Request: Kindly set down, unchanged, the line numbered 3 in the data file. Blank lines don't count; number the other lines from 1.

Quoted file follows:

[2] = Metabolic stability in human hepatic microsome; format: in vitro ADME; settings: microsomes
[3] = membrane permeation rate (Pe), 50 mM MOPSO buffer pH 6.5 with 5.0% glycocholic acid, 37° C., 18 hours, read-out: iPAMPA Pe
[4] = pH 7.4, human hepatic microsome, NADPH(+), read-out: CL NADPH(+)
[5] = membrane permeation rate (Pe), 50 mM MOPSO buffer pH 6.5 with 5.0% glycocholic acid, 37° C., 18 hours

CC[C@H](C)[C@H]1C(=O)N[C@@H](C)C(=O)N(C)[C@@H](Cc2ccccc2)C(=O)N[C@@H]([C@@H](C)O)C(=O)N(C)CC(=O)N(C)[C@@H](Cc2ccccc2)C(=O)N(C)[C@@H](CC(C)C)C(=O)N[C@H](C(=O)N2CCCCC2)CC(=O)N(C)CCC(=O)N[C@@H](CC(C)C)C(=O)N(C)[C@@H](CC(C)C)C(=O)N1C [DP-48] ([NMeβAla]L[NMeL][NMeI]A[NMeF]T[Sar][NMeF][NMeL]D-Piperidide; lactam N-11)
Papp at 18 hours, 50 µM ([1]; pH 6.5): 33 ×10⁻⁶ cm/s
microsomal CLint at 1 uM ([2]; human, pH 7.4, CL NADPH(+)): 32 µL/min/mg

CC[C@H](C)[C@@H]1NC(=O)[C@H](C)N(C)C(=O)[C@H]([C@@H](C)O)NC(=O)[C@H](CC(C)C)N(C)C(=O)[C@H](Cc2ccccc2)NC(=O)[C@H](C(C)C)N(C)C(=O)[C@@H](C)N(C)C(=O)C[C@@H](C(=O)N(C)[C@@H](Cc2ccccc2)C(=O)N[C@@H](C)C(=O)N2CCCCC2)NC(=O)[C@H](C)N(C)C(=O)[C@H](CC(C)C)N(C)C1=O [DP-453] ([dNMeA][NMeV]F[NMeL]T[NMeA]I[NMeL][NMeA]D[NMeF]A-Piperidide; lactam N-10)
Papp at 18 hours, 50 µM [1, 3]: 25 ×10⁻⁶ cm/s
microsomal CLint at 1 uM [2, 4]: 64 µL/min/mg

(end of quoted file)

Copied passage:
[4] = pH 7.4, human hepatic microsome, NADPH(+), read-out: CL NADPH(+)